According to forecasts by J’son & Partners Consulting, the Russian market for mobile applications will reach $1.3 billion in 2016, eight times greater than the figure for 2012. As the developers of such solutions are mostly positioned on the global market, their export growth rates can be expected to remain relatively constant at 60 to 70 percent per year, on average. As a result, mobile application development has the potential to ensure an annual gain in software exports of at least $100 to $200 million. Currently, such products account for 5 to 10 percent of overall product export.

An essential gain in exports may also be provided by companies with export income in excess of $100 million, including Parallels (virtualization and automation software), Acronis (solutions for backup restoration and protection of operating systems and data), Transas (development of software solutions for the synthesis of 3D images navigation and traffic control systems, and sea and air transport simulators), and ABBYY (electronic dictionaries image recognition systems).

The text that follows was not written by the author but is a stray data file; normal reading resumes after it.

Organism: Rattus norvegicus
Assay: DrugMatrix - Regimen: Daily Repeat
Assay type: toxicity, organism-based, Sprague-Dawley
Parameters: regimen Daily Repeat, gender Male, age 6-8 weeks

i-Free, with a turnover over $200 million, may also be added to the list of top software exporters. While the company does not reveal the extent of exports within its overall business, judging from its presence in Brazil, China and India, it can be assumed to exceed 50 percent of the company’s total revenue. i-Free is not only a mobile device applications developer but also distributes similar solutions made by other Russian companies, helping them to achieve sales of their products abroad.

A slight deceleration in growth has also been experienced by software development services. Staff shortage is the main roadblock for service companies. Labor force shortages also affect software vendors, but to a lesser extent because in many cases they can increase export by means of active marketing and the creation of an extended sales infrastructure abroad.

A number of mid-sized companies hold promise for the export of Russian solutions which have been successfully promoted on the domestic market. This promotion is, in particular, supported by their inclusion in Gartner’s Magic Quadrants. Russian vendors Diasoft (Core Banking Software), PROGNOZ (Business Intelligence) and InfoWatch (Data Loss Prevention) have all appeared in the Quadrants in 2012, while Moscow’s IntelTech topped Gartner’s Cool Vendors listing of promising companies.

PROGNOZ, which is mainly engaged in developing analytical tools and decision-making support systems, derives most of its income from sales in Russia. However, in 2012, the company opened a sales office in Zambia. The comapny plans to develop a statistics portal and applications for the African Development Bank, and to create statistics portals for Mozambique, Rwanda, and Nigeria. PROGNOZ sales offices currently operate in Beijing, Washington, Brussels, Kiev, Astana, Dubai, and Minsk.